Find Information About:

Drugs & Supplements

Get information and reviews on prescription drugs, over-the-counter medications, vitamins, and supplements. Search by name or medical condition.

Pill Identifier

Pill Identifier

Having trouble identifying your pills?

Enter the shape, color, or imprint of your prescription or OTC drug. Our pill identification tool will display pictures that you can compare to your pill.

Get Started
My Medicine

My Medicine

Save your medicine, check interactions, sign up for FDA alerts, create family profiles and more.

Get Started

WebMD Health Experts and Community

Talk to health experts and other people like you in WebMD's Communities. It's a safe forum where you can create or participate in support groups and discussions about health topics that interest you.

  • Second Opinion

    Second Opinion

    Read expert perspectives on popular health topics.

  • Community


    Connect with people like you, and get expert guidance on living a healthy life.

Got a health question? Get answers provided by leading organizations, doctors, and experts.

Get Answers

Sign up to receive WebMD's award-winning content delivered to your inbox.

Sign Up

Heart Disease Health Center

Font Size

Flaxseed Oil Pills vs. Fish Oil Pills

Study: Taking Flaxseed Oil Supplements May Equal Fish Oil Supplements for Certain Omega-3 Fatty Acids
WebMD Health News

Sept. 12, 2008 -- Flaxseed oil pills, taken at the right dose, may equal fish oil pills in terms of their net effect from certain heart-healthy omega-3 fatty acids.

That's according to a new study published in The American Journal of Clinical Nutrition.

Flaxseed and other plant-based foods including walnuts, canola oil, and soybeans are rich in an omega-3 fatty acid called ALA.

But flaxseed lacks the omega-3 fatty acids EPA and DHA, which have shown cardiovascular benefits in past studies. EPA and DHA are found in fatty fish such as salmon and mackerel, fish oil supplements, and some fortified foods.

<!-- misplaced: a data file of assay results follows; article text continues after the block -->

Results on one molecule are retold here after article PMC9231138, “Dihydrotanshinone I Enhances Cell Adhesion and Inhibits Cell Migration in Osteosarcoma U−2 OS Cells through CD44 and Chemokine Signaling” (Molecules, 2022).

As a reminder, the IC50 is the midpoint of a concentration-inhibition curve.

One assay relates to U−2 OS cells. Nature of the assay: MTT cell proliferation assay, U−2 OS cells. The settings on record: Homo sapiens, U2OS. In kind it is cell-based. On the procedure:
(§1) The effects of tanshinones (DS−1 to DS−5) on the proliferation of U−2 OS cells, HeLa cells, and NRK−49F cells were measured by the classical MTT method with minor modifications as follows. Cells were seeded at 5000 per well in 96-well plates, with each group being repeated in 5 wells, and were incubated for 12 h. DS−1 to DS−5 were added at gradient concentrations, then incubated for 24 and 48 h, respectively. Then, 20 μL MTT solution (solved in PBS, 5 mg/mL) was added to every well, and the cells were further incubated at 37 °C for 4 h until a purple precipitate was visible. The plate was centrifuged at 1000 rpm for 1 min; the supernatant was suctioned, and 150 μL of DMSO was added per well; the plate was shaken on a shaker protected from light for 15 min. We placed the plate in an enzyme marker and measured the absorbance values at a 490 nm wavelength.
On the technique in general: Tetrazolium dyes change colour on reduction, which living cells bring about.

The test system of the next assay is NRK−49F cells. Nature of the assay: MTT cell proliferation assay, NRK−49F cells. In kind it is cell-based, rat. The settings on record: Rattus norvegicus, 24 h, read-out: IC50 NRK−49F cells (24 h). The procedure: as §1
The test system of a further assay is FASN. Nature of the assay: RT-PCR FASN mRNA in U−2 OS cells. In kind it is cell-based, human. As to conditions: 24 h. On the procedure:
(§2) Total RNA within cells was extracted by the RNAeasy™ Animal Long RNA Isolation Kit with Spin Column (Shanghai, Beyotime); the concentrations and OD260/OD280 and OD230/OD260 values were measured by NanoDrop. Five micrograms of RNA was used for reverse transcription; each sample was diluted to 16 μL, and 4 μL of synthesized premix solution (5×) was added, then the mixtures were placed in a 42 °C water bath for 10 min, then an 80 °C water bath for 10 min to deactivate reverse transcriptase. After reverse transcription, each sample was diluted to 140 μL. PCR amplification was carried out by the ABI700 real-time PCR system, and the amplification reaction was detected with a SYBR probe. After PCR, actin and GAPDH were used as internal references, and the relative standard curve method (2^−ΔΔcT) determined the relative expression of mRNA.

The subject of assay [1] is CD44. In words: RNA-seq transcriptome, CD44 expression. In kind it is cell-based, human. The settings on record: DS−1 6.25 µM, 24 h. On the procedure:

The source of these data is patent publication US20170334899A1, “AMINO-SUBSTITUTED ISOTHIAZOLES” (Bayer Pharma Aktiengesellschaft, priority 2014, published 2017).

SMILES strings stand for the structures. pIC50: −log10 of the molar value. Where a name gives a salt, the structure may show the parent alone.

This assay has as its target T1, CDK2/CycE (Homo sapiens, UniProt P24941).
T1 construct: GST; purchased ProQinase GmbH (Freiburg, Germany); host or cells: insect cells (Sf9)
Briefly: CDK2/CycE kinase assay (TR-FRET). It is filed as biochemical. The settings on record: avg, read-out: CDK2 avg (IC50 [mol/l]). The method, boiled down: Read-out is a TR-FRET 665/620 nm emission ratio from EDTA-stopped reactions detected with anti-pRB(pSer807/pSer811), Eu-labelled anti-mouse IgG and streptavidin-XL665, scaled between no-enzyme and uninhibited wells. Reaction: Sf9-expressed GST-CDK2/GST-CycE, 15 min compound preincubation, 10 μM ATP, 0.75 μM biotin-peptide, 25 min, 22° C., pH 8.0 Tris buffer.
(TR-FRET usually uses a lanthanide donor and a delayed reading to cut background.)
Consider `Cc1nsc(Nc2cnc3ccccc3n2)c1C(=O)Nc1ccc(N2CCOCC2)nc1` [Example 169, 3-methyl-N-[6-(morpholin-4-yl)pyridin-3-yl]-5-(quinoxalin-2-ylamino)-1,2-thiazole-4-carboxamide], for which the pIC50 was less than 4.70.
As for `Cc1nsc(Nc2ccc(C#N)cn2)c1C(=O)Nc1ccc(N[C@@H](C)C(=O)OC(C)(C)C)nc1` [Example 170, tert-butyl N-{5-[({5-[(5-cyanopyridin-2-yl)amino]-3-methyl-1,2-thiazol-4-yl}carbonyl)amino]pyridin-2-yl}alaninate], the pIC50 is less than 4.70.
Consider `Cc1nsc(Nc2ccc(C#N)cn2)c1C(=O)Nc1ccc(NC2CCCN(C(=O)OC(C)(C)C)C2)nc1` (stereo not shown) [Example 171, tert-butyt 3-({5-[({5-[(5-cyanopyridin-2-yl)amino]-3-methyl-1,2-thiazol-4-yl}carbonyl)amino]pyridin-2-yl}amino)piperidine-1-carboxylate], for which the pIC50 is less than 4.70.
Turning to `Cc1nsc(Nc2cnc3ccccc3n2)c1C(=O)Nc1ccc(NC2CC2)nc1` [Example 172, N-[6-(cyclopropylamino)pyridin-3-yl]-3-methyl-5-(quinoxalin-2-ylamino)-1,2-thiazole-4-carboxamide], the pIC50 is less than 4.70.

Does ALA deliver the same benefits as EPA and DHA? The jury's still out on that, note the researchers, who included James Friel, PhD, of Canada's University of Manitoba. The optimal dose of ALA is also not known.

Flaxseed and Firefighters

Friel's team studied 62 male firefighters in the Canadian city of Winnipeg.

Why firefighters? The researchers explain that firefighters tend to have risk factors for coronary heart disease, including high stress levels, high-fat diets, little exercise while in the fire hall, and being older than 40.

The researchers gave the firefighters flaxseed oil supplements in various doses, fish oil supplements, or a placebo to take daily for 12 weeks.

As expected, blood levels of EPA and DHA rose in the fish oil group, and ALA rose in the flaxseed oil group. EPA levels also rose in the flaxseed oil group, but only at the higher doses (2.4 to 3.6 grams per day). The researchers write that it's "quite attainable" to get that much ALA from foods without taking supplements.

Since flaxseed oil doesn't contain EPA, the firefighters' bodies must have converted some of the ALA into EPA. That didn't seem to happen at the lower doses of flaxseed oil.

DHA was a different story. The flaxseed oil group didn't get any increase in DHA levels; DHA only rose in the fish oil group.

None of the groups gained any advantage in terms of lowering total or LDL ("bad") cholesterol, raising HDL ("good") cholesterol, or reducing blood levels of inflammatory chemicals. The experiment was too short to track long-term health benefits.

The study was funded, in part, by the Canadian Flax Council and Flax Canada.

Today on WebMD

x-ray of human heart
A visual guide.
atrial fibrillation
Symptoms and causes.
heart rate graph
10 things to never do.
heart rate
Get the facts.
empty football helmet
red wine
eating blueberries
Simple Steps to Lower Cholesterol
Inside A Heart Attack
Omega 3 Sources
Salt Shockers
lowering blood pressure